Eye For Film >> Movies >> Coherence (2013) Film Review
Reviewed by: Andrew Robertson
Coherence mentions alternate reality romance Sliding Doors itself, but thats' part of a frame that does something much more impressive with much smaller events. There's a dinner party, a gathering at Mike's house. Played by Nicholas Brendon who was Xander in TV's Buffy The Vampire Slayer, Mike played Joe in TV's Roswell. Apparently more than somewhat improvised, the rest of the cast are at slight remove from themselves - Hugo Armstrong is Hugh, Elizabeth Gracen is Beth, Alex Manugian is Amir, Lauren Maher is Laurie, Lorene Scafaria is Lee, Maury Sterling is Kevin, and Kevin is waiting for a decision about a trip to Vietnam from Emily Foxler's Em.
Dinner brings these eight together, during the passage of a comet. A comet that is blamed for cracked phone screens, a power outage. Hugh eventually reveals that if anything weird happened, he was supposed to call his brother. Mike's house doesn't have a landline, but there's a house up the road that's got the lights on, the only one in the neighbourhood. By the time that Mike gets his own generator up and running, there's a knock on the door...
Playing with parallel realities and probabilities and a couple of key elements of quantum theory, with jokes and puzzles and a box inside a box, this is a clever, minimal bit of film-making, one that uses one location in dozens if not half a billion ways to create tension and drama, even horror.
With a variety of disparate elements, Coherence's focus shifts them into a number of patterns. The eight friends have a complicated history, with some of them having been with others. There are unresolved issues, undisclosed issues, and a wholly natural herbal remedy with passionflower, echinacea, ketamine...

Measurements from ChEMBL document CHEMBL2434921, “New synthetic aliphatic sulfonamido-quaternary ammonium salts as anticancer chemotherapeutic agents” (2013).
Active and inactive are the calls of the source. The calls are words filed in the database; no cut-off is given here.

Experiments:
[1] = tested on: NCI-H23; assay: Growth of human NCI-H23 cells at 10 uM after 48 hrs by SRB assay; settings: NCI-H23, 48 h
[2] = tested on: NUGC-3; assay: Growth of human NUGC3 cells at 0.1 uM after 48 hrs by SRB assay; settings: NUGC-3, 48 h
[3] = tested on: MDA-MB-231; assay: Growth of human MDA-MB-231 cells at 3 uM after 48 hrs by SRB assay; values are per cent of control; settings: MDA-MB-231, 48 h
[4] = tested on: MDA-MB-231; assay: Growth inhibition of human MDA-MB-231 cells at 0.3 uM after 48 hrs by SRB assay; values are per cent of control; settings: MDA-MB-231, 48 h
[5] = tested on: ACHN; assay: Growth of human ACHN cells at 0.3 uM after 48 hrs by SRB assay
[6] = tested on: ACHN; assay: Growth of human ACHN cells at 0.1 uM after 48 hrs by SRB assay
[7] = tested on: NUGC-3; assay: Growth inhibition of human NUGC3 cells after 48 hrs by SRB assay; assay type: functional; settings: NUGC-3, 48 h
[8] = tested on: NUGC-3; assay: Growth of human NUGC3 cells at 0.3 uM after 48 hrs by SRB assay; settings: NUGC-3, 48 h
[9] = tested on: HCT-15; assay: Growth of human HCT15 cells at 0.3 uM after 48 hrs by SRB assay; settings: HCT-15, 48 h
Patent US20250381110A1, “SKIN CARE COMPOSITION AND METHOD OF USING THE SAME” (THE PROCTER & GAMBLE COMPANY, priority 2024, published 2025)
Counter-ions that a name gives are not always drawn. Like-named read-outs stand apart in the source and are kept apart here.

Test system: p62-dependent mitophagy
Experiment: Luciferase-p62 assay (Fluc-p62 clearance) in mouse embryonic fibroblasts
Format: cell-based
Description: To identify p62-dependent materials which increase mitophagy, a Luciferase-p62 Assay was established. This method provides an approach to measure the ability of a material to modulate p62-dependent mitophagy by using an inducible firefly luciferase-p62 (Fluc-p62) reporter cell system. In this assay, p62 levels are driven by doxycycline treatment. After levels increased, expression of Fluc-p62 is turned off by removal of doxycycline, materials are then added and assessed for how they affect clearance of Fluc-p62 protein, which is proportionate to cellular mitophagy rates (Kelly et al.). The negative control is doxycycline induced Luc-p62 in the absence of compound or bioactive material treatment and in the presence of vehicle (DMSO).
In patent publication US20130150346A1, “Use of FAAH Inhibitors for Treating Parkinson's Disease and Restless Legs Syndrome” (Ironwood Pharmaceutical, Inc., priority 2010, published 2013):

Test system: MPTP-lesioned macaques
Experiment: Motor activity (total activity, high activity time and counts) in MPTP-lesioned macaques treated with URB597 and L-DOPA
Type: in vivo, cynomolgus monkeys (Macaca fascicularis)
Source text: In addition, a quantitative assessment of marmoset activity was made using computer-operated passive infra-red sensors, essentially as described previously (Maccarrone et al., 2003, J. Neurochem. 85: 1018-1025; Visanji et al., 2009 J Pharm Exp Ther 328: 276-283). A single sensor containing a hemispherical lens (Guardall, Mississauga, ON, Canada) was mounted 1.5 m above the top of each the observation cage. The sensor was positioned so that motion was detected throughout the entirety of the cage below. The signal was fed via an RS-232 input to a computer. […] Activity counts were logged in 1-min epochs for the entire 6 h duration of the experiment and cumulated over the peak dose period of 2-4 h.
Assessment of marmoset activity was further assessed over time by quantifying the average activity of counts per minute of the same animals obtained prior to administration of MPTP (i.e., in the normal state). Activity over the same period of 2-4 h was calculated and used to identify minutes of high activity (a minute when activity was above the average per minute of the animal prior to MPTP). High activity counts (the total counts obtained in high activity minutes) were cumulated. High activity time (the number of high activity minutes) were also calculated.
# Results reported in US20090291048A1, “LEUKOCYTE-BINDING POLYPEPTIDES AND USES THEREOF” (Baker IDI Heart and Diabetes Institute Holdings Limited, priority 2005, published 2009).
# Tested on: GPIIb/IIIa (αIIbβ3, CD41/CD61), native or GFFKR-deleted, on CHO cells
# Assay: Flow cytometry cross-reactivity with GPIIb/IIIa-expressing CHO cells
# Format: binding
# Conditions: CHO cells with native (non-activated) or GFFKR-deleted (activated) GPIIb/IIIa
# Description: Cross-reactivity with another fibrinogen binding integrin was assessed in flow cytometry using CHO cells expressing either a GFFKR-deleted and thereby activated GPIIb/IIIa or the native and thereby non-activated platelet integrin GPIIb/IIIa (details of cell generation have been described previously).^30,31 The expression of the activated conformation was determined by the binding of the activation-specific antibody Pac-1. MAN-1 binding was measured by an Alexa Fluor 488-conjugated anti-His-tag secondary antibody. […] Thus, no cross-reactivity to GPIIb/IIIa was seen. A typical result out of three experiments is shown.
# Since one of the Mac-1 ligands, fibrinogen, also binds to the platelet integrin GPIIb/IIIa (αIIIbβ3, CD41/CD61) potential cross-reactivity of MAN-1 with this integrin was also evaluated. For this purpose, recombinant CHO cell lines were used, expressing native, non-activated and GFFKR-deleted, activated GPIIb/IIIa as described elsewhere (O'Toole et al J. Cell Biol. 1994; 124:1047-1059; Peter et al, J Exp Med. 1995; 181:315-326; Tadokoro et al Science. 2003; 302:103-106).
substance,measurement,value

This is a feature debut for director James Ward Byrkit, who shares writing credit with Alex Manugian. Byrkit previously contributed to Rango, and while there's a similar weirdness here, it's not so much borne of peyote (though horse tranquilisers probably don't help) as particle physics.
Well, rather, planetary ones - there's a comet, quite well presented in blurry proximity, and there's a house with the lights on, and a dinner party inside, and up the street there's a different house, with different lights, and a different dinner party, and both of them have the same address, and the same occupants, at least initially.
It's a simple set up, well explained within its confines. Nic Sadler's cinematography plays with focus on a few occasions, Kristin Ohrn Dyrud's score unsettles without overpowering, but it's the quality of the performances that really grounds Coherence. With the wrong tone, an over-reliance on effects, in any of a dozen ways it's clarity and consistency that give Coherence strength and in at least twice six directions it could lose them, but it doesn't. There might be utility in suggestion that good science fictional stories should work as stage plays, no reliance on 'ooh' or 'ah' from unpopulated green rectangles, nor tennis balls on sticks to react to, just human problems with human solutions caused or brought about by science. There are props, telephones and boxes, marker pens and photographs, glowsticks too, and dice - Hawking suggests that "All the evidence points to [God] being an inveterate gambler", but Coherence is a sure thing - a domestic discombubulator, a dizzying delight.Reviewed on: 24 Jun 2014